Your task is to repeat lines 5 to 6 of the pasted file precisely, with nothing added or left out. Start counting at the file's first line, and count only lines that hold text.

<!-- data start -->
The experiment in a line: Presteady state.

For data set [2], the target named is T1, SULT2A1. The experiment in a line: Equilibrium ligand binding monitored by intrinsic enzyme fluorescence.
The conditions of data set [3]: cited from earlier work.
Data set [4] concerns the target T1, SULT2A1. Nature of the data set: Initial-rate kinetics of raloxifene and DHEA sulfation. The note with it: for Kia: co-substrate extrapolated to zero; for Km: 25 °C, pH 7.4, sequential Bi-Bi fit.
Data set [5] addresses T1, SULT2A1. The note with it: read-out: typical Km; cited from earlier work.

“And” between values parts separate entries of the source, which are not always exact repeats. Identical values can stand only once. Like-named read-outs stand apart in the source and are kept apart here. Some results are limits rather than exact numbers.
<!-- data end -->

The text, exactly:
Data set [5] addresses T1, SULT2A1. The note with it: read-out: typical Km; cited from earlier work.

“And” between values parts separate entries of the source, which are not always exact repeats. Identical values can stand only once. Like-named read-outs stand apart in the source and are kept apart here. Some results are limits rather than exact numbers.